Trading Small Stock - Things to Consider
Historically smaller stocks outperform larger stocks. However, at the same time many more smaller stocks have fallen by the wayside than the larger more established stocks. As a reference point, a small stock is considered any stock with a market cap under 1 billion while a larger stock is a stock with a market cap over 5 billion. A company's market cap is (current stock price x current shares outstanding).
Investing in small cap stocks is a way to increase your investment return, but you should keep a few important factors in mind. One of the most important things to consider is liquidity. Many small companies do not trade very many shares each day. The drawback of this is that the stock will likely be very volatile and have a large bid-ask spread (the difference between what you can buy the stock for and what you can sell the stock for). Even if the stock is a great company it may be difficult to buy and sell shares without moving the stock price up or down against you. My rule of thumb is to look for stocks that are averaging at least 100,000 shares being traded each day.
Another factor to consider when buying a small stock is the risk of dilution. Dilution is when a company issues more shares to obtain cash for growth and operations. If done properly, issuing new shares can help a company's growth and profitability. However, if shares are issued unnecessarily or too quickly it can literally cut profits in half. Let me give you an example: A company has 20 million shares outstanding and it is earning 20 million dollars a year. The earnings per share of this company is $1.00 per share ($20,000,000 / 20,000,000 shares). Ok, but the company is planning a big expansion and it now needs to issue 20 million more shares. The earnings per share is now $.50 per share ($20,000,000 / 40,000,000 shares). After issuing the new shares, the company has to double its profits just to get back to $1.00 per share earnings.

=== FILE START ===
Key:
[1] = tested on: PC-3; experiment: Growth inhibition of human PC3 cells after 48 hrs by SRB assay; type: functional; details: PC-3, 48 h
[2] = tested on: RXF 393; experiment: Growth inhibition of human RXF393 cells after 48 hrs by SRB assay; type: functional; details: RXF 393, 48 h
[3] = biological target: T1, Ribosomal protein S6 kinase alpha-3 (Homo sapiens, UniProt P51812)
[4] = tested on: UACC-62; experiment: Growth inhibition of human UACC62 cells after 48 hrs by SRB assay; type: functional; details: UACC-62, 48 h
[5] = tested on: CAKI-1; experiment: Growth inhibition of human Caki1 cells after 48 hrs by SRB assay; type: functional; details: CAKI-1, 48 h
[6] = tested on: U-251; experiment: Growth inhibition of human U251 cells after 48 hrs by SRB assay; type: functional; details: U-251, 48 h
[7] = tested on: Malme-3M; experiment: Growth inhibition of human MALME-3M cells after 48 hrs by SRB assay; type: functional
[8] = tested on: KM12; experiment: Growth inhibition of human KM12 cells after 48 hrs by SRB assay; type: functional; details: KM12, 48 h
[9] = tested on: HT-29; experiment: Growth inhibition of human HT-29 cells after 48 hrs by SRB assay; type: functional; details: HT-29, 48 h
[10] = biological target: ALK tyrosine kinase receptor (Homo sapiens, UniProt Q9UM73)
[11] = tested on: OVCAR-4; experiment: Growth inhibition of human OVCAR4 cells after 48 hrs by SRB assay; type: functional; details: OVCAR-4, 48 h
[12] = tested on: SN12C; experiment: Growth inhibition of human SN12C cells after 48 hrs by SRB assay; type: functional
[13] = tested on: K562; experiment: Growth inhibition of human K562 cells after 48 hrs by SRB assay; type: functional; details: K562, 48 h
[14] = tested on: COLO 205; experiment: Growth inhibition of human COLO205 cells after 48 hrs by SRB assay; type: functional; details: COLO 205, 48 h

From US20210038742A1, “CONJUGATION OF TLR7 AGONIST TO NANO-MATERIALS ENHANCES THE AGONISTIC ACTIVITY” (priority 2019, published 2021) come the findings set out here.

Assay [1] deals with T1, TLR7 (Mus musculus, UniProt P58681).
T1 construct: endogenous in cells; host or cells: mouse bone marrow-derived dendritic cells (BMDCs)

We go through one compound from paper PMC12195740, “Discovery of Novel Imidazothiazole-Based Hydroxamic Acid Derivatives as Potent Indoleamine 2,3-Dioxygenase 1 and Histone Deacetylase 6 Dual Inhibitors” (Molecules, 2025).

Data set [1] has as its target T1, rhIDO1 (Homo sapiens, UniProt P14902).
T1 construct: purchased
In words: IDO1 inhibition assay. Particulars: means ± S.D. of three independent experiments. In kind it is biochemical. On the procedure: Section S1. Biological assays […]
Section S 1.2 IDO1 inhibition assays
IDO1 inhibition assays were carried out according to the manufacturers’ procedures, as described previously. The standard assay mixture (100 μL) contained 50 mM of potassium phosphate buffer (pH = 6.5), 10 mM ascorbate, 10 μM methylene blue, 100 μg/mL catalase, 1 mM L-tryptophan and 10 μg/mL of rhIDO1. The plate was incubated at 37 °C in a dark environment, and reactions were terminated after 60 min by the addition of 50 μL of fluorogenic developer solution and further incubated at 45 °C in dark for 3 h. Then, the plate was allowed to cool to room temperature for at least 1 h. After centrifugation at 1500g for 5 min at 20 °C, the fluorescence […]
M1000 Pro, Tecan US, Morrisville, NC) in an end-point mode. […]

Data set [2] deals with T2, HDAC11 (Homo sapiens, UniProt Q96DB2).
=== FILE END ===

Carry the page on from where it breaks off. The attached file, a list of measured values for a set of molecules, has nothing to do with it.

The third thing to watch for when trading small stocks is inside ownership. Inside owners are people that work for the company that also own stock in the company. If key people that work at a company do not have a lot of shares in the company, find out why. When a company's key employees have a significant amount of shares in the company they are likely confident in the future growth of the company. In addition, it is in their best interests to help the company succeed. Keep an eye out for any insiders that sell a large portion of their shares. This can often be a very negative sign.
Finally, when investing in small companies make sure they are reporting financial statements in a timely matter, if they are reporting them at all. Don't rely solely on news releases to find out about a company. If financial statements are not available it is easier for people to create news to manipulate a stock's price. This is especially true of very low priced stocks as it is much easier to accumulate a lot of shares. Personally, I will not invest in a company that does not provide access to financial statements. While there may be other factors to consider, following these 4 suggestions when buying small cap stocks will greatly increase your chances of success.
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